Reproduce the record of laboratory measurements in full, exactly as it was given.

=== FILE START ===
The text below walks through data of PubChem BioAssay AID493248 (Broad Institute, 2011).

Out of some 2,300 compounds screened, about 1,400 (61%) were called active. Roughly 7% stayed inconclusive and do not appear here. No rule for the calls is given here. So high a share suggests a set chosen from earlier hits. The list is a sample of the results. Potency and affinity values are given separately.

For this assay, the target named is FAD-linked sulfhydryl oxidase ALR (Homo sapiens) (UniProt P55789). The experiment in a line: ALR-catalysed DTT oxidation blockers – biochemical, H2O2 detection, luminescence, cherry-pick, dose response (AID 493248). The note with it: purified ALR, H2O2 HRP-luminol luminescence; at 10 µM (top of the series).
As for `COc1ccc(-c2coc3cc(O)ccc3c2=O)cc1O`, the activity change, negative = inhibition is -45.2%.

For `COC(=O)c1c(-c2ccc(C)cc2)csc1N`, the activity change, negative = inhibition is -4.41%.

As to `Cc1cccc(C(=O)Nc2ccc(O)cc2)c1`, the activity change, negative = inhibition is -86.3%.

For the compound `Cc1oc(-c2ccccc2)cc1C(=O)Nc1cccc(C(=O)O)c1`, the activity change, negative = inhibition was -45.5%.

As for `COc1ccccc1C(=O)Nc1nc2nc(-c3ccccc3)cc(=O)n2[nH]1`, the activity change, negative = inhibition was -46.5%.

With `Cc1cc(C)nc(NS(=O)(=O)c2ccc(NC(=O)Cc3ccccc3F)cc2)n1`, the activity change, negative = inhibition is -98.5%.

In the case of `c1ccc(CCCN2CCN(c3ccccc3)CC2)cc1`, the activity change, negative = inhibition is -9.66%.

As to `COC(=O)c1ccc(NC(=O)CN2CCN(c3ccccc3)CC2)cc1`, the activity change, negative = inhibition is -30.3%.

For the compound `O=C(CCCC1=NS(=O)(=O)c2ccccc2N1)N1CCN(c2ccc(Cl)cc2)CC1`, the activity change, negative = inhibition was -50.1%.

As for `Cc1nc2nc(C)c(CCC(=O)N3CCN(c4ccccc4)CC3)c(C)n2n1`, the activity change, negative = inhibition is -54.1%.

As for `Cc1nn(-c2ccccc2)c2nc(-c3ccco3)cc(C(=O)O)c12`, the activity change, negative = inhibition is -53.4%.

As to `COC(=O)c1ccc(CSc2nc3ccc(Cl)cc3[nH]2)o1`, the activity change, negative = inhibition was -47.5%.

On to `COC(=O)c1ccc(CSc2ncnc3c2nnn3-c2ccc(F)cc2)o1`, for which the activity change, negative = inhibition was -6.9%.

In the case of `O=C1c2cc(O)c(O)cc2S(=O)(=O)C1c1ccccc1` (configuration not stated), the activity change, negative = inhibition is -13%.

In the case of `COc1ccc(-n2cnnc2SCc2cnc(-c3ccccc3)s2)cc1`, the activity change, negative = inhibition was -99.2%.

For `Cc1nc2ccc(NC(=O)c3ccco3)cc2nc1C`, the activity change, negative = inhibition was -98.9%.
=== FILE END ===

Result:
The text below walks through data of PubChem BioAssay AID493248 (Broad Institute, 2011).

Out of some 2,300 compounds screened, about 1,400 (61%) were called active. Roughly 7% stayed inconclusive and do not appear here. No rule for the calls is given here. So high a share suggests a set chosen from earlier hits. The list is a sample of the results. Potency and affinity values are given separately.

For this assay, the target named is FAD-linked sulfhydryl oxidase ALR (Homo sapiens) (UniProt P55789). The experiment in a line: ALR-catalysed DTT oxidation blockers – biochemical, H2O2 detection, luminescence, cherry-pick, dose response (AID 493248). The note with it: purified ALR, H2O2 HRP-luminol luminescence; at 10 µM (top of the series).
As for `COc1ccc(-c2coc3cc(O)ccc3c2=O)cc1O`, the activity change, negative = inhibition is -45.2%.

For `COC(=O)c1c(-c2ccc(C)cc2)csc1N`, the activity change, negative = inhibition is -4.41%.

As to `Cc1cccc(C(=O)Nc2ccc(O)cc2)c1`, the activity change, negative = inhibition is -86.3%.

For the compound `Cc1oc(-c2ccccc2)cc1C(=O)Nc1cccc(C(=O)O)c1`, the activity change, negative = inhibition was -45.5%.

As for `COc1ccccc1C(=O)Nc1nc2nc(-c3ccccc3)cc(=O)n2[nH]1`, the activity change, negative = inhibition was -46.5%.

With `Cc1cc(C)nc(NS(=O)(=O)c2ccc(NC(=O)Cc3ccccc3F)cc2)n1`, the activity change, negative = inhibition is -98.5%.

In the case of `c1ccc(CCCN2CCN(c3ccccc3)CC2)cc1`, the activity change, negative = inhibition is -9.66%.

As to `COC(=O)c1ccc(NC(=O)CN2CCN(c3ccccc3)CC2)cc1`, the activity change, negative = inhibition is -30.3%.

For the compound `O=C(CCCC1=NS(=O)(=O)c2ccccc2N1)N1CCN(c2ccc(Cl)cc2)CC1`, the activity change, negative = inhibition was -50.1%.

As for `Cc1nc2nc(C)c(CCC(=O)N3CCN(c4ccccc4)CC3)c(C)n2n1`, the activity change, negative = inhibition is -54.1%.

As for `Cc1nn(-c2ccccc2)c2nc(-c3ccco3)cc(C(=O)O)c12`, the activity change, negative = inhibition is -53.4%.

As to `COC(=O)c1ccc(CSc2nc3ccc(Cl)cc3[nH]2)o1`, the activity change, negative = inhibition was -47.5%.

On to `COC(=O)c1ccc(CSc2ncnc3c2nnn3-c2ccc(F)cc2)o1`, for which the activity change, negative = inhibition was -6.9%.

In the case of `O=C1c2cc(O)c(O)cc2S(=O)(=O)C1c1ccccc1` (configuration not stated), the activity change, negative = inhibition is -13%.

In the case of `COc1ccc(-n2cnnc2SCc2cnc(-c3ccccc3)s2)cc1`, the activity change, negative = inhibition was -99.2%.

For `Cc1nc2ccc(NC(=O)c3ccco3)cc2nc1C`, the activity change, negative = inhibition was -98.9%.